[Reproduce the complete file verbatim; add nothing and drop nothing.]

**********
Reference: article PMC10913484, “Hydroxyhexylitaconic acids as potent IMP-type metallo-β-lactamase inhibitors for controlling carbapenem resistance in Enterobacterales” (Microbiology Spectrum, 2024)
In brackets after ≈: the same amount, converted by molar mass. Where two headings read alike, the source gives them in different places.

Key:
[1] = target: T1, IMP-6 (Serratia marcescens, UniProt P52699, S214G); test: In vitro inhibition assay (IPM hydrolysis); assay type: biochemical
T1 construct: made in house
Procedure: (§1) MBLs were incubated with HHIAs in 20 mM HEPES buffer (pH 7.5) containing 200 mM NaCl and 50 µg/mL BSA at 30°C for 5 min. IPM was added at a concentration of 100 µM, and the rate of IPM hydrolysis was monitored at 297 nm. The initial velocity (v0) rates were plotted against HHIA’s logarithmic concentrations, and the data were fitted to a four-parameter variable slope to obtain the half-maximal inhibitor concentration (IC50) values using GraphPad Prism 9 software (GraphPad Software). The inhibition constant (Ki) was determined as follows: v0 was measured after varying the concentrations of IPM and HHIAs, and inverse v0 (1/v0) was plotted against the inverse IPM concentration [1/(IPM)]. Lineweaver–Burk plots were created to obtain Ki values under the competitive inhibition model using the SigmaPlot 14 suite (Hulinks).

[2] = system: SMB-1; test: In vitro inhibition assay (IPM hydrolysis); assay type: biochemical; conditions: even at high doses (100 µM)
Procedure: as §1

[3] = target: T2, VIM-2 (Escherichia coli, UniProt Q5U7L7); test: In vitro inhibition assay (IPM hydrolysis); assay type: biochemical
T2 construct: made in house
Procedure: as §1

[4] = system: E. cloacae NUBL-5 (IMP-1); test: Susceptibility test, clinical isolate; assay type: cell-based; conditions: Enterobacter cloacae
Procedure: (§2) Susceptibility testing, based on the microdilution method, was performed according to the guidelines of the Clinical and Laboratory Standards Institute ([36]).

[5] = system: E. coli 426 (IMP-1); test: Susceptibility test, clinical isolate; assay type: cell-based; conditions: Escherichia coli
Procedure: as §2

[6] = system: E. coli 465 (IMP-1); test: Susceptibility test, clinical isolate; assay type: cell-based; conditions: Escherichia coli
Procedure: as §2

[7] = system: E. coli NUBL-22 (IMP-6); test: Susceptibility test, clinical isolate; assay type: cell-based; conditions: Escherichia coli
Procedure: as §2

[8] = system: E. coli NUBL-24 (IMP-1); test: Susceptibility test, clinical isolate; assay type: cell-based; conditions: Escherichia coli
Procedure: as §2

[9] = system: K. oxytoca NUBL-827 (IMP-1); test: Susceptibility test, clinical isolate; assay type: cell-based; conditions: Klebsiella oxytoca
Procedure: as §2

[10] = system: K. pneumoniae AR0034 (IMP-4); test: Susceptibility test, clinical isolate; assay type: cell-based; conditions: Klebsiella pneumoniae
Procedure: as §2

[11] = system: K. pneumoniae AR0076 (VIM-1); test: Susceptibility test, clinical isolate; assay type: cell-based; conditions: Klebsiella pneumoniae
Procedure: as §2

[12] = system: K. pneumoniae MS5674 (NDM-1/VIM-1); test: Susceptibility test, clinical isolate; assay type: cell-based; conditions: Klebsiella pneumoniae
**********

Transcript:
Reference: article PMC10913484, “Hydroxyhexylitaconic acids as potent IMP-type metallo-β-lactamase inhibitors for controlling carbapenem resistance in Enterobacterales” (Microbiology Spectrum, 2024)
In brackets after ≈: the same amount, converted by molar mass. Where two headings read alike, the source gives them in different places.

Key:
[1] = target: T1, IMP-6 (Serratia marcescens, UniProt P52699, S214G); test: In vitro inhibition assay (IPM hydrolysis); assay type: biochemical
T1 construct: made in house
Procedure: (§1) MBLs were incubated with HHIAs in 20 mM HEPES buffer (pH 7.5) containing 200 mM NaCl and 50 µg/mL BSA at 30°C for 5 min. IPM was added at a concentration of 100 µM, and the rate of IPM hydrolysis was monitored at 297 nm. The initial velocity (v0) rates were plotted against HHIA’s logarithmic concentrations, and the data were fitted to a four-parameter variable slope to obtain the half-maximal inhibitor concentration (IC50) values using GraphPad Prism 9 software (GraphPad Software). The inhibition constant (Ki) was determined as follows: v0 was measured after varying the concentrations of IPM and HHIAs, and inverse v0 (1/v0) was plotted against the inverse IPM concentration [1/(IPM)]. Lineweaver–Burk plots were created to obtain Ki values under the competitive inhibition model using the SigmaPlot 14 suite (Hulinks).

[2] = system: SMB-1; test: In vitro inhibition assay (IPM hydrolysis); assay type: biochemical; conditions: even at high doses (100 µM)
Procedure: as §1

[3] = target: T2, VIM-2 (Escherichia coli, UniProt Q5U7L7); test: In vitro inhibition assay (IPM hydrolysis); assay type: biochemical
T2 construct: made in house
Procedure: as §1

[4] = system: E. cloacae NUBL-5 (IMP-1); test: Susceptibility test, clinical isolate; assay type: cell-based; conditions: Enterobacter cloacae
Procedure: (§2) Susceptibility testing, based on the microdilution method, was performed according to the guidelines of the Clinical and Laboratory Standards Institute ([36]).

[5] = system: E. coli 426 (IMP-1); test: Susceptibility test, clinical isolate; assay type: cell-based; conditions: Escherichia coli
Procedure: as §2

[6] = system: E. coli 465 (IMP-1); test: Susceptibility test, clinical isolate; assay type: cell-based; conditions: Escherichia coli
Procedure: as §2

[7] = system: E. coli NUBL-22 (IMP-6); test: Susceptibility test, clinical isolate; assay type: cell-based; conditions: Escherichia coli
Procedure: as §2

[8] = system: E. coli NUBL-24 (IMP-1); test: Susceptibility test, clinical isolate; assay type: cell-based; conditions: Escherichia coli
Procedure: as §2

[9] = system: K. oxytoca NUBL-827 (IMP-1); test: Susceptibility test, clinical isolate; assay type: cell-based; conditions: Klebsiella oxytoca
Procedure: as §2

[10] = system: K. pneumoniae AR0034 (IMP-4); test: Susceptibility test, clinical isolate; assay type: cell-based; conditions: Klebsiella pneumoniae
Procedure: as §2

[11] = system: K. pneumoniae AR0076 (VIM-1); test: Susceptibility test, clinical isolate; assay type: cell-based; conditions: Klebsiella pneumoniae
Procedure: as §2

[12] = system: K. pneumoniae MS5674 (NDM-1/VIM-1); test: Susceptibility test, clinical isolate; assay type: cell-based; conditions: Klebsiella pneumoniae